Things Should Be Noticed Before Choosing 24-Fiber MPO Cable

In the process of migrating to greater bandwidth 40G and 100G network, MTP cabling system which provides high density and high performance plays an important role. Whether to use 12-fiber or 24-fiber MPO cable has been a hot topic in higher speed networking migration. In my previous blog Choosing 24-Fiber MPO/MTP Cabling for 40/100G Migration, we have indicated that MPO 24 cable is more suitable for 40G and 100G network. Besides, with active equipment planning to use a single 24-fiber MPO interface for 100G and the channel currently requiring 20 fibers, many IT managers are also considering the use of 24-fiber MPO solutions. However, before choosing 24-fiber MPO cable, there are some facts that should be noticed.

The Higher the Fiber Count, the Higher the Loss

Optical loss budget is a big concern among data center managers, and due to limitations in the protocol, standards now require a total connector loss budget of 1.0 dB for 40G and 100G, but a 24-fiber MPO connector typically has a loss of 0.5dB which is much higher than 0.2dB that 12-fiber MPO connector has. This is mainly due to the fact that the more the fiber count, the higher the loss. The higher loss of the 24-fiber MPO limits data center managers to having just two mated pairs in a channel.

Note: Current proper polishing technique can address 24-fiber MPO to meet the low loss requirement as 12 fiber MPO connector. For example, 24-fiber MTP trunk cable in FS.COM only has 0.35dB insertion loss.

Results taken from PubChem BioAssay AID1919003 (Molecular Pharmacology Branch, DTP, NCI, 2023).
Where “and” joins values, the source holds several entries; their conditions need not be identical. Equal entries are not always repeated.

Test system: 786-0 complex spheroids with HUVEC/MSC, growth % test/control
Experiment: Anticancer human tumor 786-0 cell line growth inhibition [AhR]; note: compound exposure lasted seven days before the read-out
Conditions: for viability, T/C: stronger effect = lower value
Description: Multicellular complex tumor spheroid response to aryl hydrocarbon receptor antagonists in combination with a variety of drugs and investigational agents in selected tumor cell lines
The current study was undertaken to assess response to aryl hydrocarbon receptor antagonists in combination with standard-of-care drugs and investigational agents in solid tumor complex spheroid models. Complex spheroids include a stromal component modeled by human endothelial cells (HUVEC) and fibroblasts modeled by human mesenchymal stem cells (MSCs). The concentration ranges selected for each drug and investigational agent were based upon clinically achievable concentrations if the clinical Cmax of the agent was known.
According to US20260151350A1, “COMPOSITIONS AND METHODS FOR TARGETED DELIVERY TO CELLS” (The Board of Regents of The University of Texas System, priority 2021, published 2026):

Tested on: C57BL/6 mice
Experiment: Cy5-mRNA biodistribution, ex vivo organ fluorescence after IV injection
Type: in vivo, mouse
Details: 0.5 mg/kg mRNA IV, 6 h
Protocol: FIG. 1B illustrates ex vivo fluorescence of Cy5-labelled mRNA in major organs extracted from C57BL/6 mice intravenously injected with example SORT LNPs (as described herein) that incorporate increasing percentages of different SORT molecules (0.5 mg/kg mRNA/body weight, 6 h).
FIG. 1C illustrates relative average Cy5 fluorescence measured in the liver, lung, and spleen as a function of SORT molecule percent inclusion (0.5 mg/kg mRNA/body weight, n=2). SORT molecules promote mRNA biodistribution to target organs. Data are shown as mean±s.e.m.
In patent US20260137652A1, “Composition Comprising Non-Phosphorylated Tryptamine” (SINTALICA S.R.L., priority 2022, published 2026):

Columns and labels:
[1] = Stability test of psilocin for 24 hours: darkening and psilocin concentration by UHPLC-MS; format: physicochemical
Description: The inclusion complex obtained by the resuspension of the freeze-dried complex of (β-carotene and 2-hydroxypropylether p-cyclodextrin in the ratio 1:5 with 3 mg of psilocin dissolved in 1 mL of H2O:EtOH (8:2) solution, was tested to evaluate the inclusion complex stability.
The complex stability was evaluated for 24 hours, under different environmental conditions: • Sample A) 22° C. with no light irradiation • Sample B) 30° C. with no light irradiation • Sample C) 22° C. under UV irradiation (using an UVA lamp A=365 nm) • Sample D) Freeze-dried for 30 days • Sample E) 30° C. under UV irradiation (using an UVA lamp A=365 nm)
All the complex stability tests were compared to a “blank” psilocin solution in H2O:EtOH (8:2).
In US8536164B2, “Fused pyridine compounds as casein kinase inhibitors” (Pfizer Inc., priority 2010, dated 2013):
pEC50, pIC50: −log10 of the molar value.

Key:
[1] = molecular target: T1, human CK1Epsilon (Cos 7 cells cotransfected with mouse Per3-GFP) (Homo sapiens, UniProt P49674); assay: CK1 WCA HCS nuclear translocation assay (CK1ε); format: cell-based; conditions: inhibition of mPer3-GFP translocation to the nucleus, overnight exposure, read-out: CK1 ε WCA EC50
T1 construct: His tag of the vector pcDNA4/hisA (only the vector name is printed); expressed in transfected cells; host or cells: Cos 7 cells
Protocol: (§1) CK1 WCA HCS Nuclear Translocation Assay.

The Higher the Fiber Count, the More Difficult to Control End-Face Geometry

In a quality fiber connector, the fibers protrude slightly beyond the ferrule. When two fibers are mated using the right pressure, the fibers will deform slightly to fill in any gaps and provide a solid mating. Any variance in the pressure can impact the insertion loss and return loss on a fiber-to-fiber basis. To achieve consistence pressure, it is important to have a very flat ferrule after polishing with all the fibers protruding equally. With higher count arrays, like 24-fiber MPOs, there are more fibers to control, which can significantly increase the odds for height variance. For example, in the following 72-fiber array, if we look at this graphic of the middle two rows of fibers, we can see the variance in the height profile. The height variance becomes even more pronounced across more rows of fibers. Besides, it is more difficult to achieve a flat ferrule polishing on a large array area.

The 24-fiber MPO’s End-Face Geometry is More Difficult to Control

Although the polishing technique has been significantly improved, there still exists limitation to achieve a flat end-face and equal pressure over the array.

Standards and Testing Remain an Issue to 24-fiber MPO Cabling

100GBase-SR4 standard has be a reality and that most of users is running 100G over 8 fibers, rather than 20, which will render the 24-fiber MPO a dated interface for 100G Ethernet. In addition, the MPO cabling testing is far more complicated than duplex cabling testing. You have to gain very professional training, tools understanding that you can efficiently conduct multifiber testing. In other words, if there is any issue with the multifiber cabling, it’s not easy to troubleshoot it.

It’s Still Your Choice

With the significant demand for higher speed 40GbE and 100GbE, MPO cabling has become more popular than ever. We have indicated that 24-fiber MPO cable reveals more advantages than 12-fiber MPO cable, however, before choosing it, there are more factors we have talked above that should be taken into consideration.

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